relevant, to certain key moments in the history of architecture. Leading the workshop (with up to seventy participants at one time), a workshop animateur demonstrates and explains with clarity and precision how to fix the materials together – in stages – to make specific architectural/engineering forms such as triangular trusses or portal frame arches. In the now famous Pyramids workshop, participants start with just six sticks and four rubber bands, to make one small tetrahedron each. These are then assembled – usually in a school hall or gym – sequentially in groups of four until one, very large pyramid remains, towering over its young builders.
Participating children love the immediacy of the workshop process, taking inspiration from, and great delight in, the success of the ‘massive’ structures they have just made by hand. Young children especially thrive on the chance to make a 3-d structure big enough to get inside or underneath. From this new vantage point, they have the opportunity to test out the structural integrity of what they’ve made – to see how it works and to understand why it doesn’t fall down!
For many workshop participants, the experience of building these giant pyramids is simply
unforgettable. In establishing a highly visible, educationally valid and genuinely participatory learning process, Frost has successfully crystallized a vital means of communication for British architecture and its young public. Perhaps unwittingly though, he had also devised a construction kit and system that could rival Lego for its accessibility and Meccanno for the structures’ engineering authenticity.
Free of the demands of covering surfaces of any kind, the tetrahedral and triangulated structures reveal their skeletal structure for all to see. This is – one might say – architecture stripped bare. Free of the need to wall, roof or clad the models, the construction system speaks for itself. Like the ‘exoskeletal’ hi-tech structures being crafted in the built environment around them, the structures made by children as young as six years old clearly express their own engineering.28 The structures ‘speak’ to young people in an architectural language of their own.
To this day, through the continuing work of the Cambridge-based Architecture Workshops Association, children and young people across the UK find themselves central protagonists in live architectural modelling/story-telling dialogues.
Whether building pyramid forms, models of the Globe Theatre or Richard Rogers Partnership’s Millennium Dome, these are important, perhaps seminal experiences for UK schoolchildren (see Figure 7.4). As one Year 5/10-year-old pupil says following her participation in a 1998 Architecture Workshops Association (AWA) Tudor workshop:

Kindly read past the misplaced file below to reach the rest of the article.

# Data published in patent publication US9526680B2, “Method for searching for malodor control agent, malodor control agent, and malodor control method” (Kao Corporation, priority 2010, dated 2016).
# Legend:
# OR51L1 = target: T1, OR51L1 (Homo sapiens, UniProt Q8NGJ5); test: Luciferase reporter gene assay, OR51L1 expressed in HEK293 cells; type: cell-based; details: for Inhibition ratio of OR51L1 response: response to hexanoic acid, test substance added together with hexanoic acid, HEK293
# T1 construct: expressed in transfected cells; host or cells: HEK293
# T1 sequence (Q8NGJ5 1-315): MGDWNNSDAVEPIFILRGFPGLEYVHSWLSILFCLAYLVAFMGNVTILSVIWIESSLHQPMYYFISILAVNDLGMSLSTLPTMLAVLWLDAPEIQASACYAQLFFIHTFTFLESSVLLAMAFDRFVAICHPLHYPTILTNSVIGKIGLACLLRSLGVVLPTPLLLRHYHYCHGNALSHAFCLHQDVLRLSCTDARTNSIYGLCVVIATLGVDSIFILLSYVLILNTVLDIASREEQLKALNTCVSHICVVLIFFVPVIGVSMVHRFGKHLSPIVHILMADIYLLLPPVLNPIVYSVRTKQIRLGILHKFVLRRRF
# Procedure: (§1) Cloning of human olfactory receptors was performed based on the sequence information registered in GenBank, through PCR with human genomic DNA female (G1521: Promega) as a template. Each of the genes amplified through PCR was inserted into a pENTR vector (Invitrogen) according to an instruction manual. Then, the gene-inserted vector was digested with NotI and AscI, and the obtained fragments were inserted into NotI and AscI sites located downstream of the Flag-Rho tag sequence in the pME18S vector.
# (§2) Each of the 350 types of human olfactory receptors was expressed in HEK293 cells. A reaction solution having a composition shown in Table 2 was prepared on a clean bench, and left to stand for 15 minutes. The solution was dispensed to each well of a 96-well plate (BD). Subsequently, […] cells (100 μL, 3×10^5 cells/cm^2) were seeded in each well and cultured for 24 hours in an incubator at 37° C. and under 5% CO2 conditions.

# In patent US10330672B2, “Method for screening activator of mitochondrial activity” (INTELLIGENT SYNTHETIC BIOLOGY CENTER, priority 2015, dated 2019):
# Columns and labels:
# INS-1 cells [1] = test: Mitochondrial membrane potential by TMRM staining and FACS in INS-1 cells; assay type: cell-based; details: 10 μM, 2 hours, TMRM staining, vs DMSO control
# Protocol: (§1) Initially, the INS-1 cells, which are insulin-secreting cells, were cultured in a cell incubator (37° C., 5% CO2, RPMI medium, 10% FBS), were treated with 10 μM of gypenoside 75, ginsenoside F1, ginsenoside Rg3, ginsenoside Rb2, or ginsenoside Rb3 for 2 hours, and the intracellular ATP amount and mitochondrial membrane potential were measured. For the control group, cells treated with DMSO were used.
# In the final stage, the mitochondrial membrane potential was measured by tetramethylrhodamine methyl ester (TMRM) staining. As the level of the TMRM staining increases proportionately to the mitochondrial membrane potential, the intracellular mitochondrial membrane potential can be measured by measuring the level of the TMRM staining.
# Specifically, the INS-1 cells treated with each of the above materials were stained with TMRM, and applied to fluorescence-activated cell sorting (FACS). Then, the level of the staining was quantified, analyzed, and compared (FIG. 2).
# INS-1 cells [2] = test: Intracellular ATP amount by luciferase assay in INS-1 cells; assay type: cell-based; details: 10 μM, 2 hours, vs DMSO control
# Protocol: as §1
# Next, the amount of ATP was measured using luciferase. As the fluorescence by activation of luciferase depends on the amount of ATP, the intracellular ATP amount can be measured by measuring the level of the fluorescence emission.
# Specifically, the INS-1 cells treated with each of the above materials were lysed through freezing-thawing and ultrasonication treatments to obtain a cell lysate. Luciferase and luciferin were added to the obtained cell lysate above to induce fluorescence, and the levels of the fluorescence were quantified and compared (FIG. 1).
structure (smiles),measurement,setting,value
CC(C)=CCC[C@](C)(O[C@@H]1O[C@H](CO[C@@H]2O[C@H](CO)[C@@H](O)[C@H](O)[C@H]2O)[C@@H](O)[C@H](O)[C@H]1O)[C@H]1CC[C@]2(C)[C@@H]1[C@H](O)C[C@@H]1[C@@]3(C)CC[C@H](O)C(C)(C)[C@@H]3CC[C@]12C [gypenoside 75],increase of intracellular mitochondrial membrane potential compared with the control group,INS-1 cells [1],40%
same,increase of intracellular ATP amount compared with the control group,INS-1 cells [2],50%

Thankyou very much for doing the [Design & Technology] Workshop. I had great fun learning words like octohedron and tetrahedrons. It reminded me of the Tudor houses at St Fagons. I like making the pyramid and the roof for the Globe Theatre. I would like to be a architect when
I grow up. I enjoyed doing it…I wish I could do it
■ 29 again.
In more holistic educational terms, working with geometry and 3-d forms, workshop participants are prompted to problem-solve and to think laterally. In turn, their existing, theoretical classroom understanding of shape and space is developed through practical, investigative work whilst constructing elements of the large models. Through this process, participants are given a ‘real – world’ opportunity to test and expand their own
mathematical vocabulary – ‘vertical’, ‘horizontal’, ‘space’, ‘volume’, ‘surface’, ‘vertices’, ‘angle’, ‘depth’, ‘weight’, etc., with renewed purpose. Children participating in a workshop of this kind also become confident in using another vocabulary made up of architectural and technological terminology, i. e. ‘structure’, ‘truss’, ‘tensile’, ‘compression’ ‘torsion’, ‘oscillation’, etc.
At the same time, working with a combination of rigid and flexible materials, participants can test their own scientific understanding of compression, tension and torsion, whilst bringing to life highly imaginative, often beautiful sculptural forms – as if by magic revealed to the eye via a shift in perception. As if describing an AWA workshop, pioneer of visual education Kurt Rowland observed (in 1976) that: ‘the design of structures which make use of the material in the most efficient manner, without any waste or left-overs, is not only economical and elegant but magical.’30
Within this learning experience (which complements the existing UK National Curriculum pedagogy so well), participants also have to adjust their own thinking to address the threedimensional qualities of the structures, and the fact that there are no flat surfaces to assist one’s preconceived idea of how a building fits together.
The experience of arranging frame elements (each with their own spatial volume) and fixing them together to make a larger structure provides a range of experience which empowers young people to understand some of the core principles of architectural design and construction. This challenging process, dependent on manual dexterity and some first-hand knowledge of materials, also helps formulate a new ‘grammar’ of space and structure; in short a new, child-centred experiential ‘language’.
Learnt ‘by hand’, the language embodied in the Frost/AWA workshop format also has its roots in that known by master builders and craftsmen for centuries. This is the language of building craft tradition; the same kinaesthetic language which comes from ‘that unique repository of intimate knowledge and understanding of natural materials and processes, which provided the technological base on which recent generations of innovation and technical discovery stand’.31
Most importantly for our purposes here, the kind of experiential process embodied in Frost’s workshop format also gives young people a common language with which to communicate with architects.32